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Does a PR system produce weak governments ?

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Introduction

How far do you agree with the view that electoral systems based on proportional representation inevitably produce weak governments? Proportional Representation (PR) as a title covers a wide variety of electoral systems where seats in parliament are more or less in proportion to votes cast. British Politics has used forms of proportional representation in elections for devolution in Wales, Scotland and Northern Ireland. A form of proportional representation was used in the London mayoral election as well. But it has never replaced First-Past-The-Post in British national elections. PR, in one form or another, is used throughout Europe, has long been advocated by the Liberal Democrats and support for it has grown in Britain since the 1970s. This is partly because the first-past-the-post system (FPTP) failed in the 1970's to produce strong majority governments, and partly because the increasing third-party vote since the mid-1970s has highlighted the distortions of the present voting system. The 1997 Labour government promised a referendum on the issue, but the referendum itself was delayed and the amount of choice which might be offered to the electorate could be very limited ...read more.

Middle

They came 2nd in 2003, but worked their way up to 1st in 2007. However, their lead was tiny, only by a single seat, and so the government formed was weak from the very beginning, with heavy opposition from within the parliament from pro union parties like Labour and the Conservatives, who strongly oppose the intentions of nationalist parties like the SNP in terms of overall Scottish independence. The situation is similar in Wales, where in 1999 again there was a Labour LibDem Coalition, as neither party had a majority. Labour just managed to create its own government in 2003, but once again with no outright majority, and faced a tough time in office, and just like the SNP in Scotland, Wales's nationalist party, Plaid Cymru were the biggest gainers of a PR system, coming second in 2003 and narrowing the gap even further in 2007, gaining an additional 3 seats, all at the expense of labour. The single transferable vote system (STV) is another proportional voting system, this time used in northern Ireland, and once again has a history of creating weak governments. ...read more.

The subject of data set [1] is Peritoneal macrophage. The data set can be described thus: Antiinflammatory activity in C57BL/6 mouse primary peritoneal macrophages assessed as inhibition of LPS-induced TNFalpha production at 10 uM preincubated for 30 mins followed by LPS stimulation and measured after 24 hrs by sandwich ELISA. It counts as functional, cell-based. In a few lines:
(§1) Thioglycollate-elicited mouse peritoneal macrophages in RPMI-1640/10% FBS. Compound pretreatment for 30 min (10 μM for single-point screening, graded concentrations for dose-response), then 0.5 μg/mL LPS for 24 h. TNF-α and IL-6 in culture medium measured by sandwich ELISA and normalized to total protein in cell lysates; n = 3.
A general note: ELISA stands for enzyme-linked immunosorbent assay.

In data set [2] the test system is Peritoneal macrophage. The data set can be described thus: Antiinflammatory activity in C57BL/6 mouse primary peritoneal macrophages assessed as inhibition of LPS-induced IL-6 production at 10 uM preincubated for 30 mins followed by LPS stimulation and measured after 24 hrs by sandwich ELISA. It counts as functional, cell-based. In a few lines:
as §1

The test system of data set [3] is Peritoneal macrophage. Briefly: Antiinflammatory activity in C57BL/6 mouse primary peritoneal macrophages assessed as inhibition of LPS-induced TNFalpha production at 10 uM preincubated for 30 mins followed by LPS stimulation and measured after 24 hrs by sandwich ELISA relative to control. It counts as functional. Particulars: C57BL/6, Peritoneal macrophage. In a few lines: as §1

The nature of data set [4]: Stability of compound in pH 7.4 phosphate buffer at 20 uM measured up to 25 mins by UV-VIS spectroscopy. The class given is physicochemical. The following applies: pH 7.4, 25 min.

Conclusion

Parties like UKIP gained a significant 17% of the vote in 2004, accounting to 16% of the seats, as opposed labour's 22% of the vote and 25% of seats. Another significant benefactor of the PR system used are more extreme nationalist parties such as the BNP, who gained their first 2 MEP's in 2009 at labours expense. In essence protest voting lead to high percentages of the vote for "minor" parties, who under a FPTP system like in the Westminster elections would remain minor, ended up securing increasingly significant amounts of seats, further weakening the position of the parliament as a whole. In conclusion, and including the Greater London Assembly, which also uses a PR system and shows similar results, we can see that all the proportional systems used in the UK have consistently failed to produce a strong government, and in some cases have been forced into creating coalition governments made up multiple parties in order to create at least a reasonably efficient party, something that has not happened in Westminster since 1945 under a FPTP system. It is thus that we can conclude that electoral systems based on proportional representation inevitably produce weak governments. ...read more.

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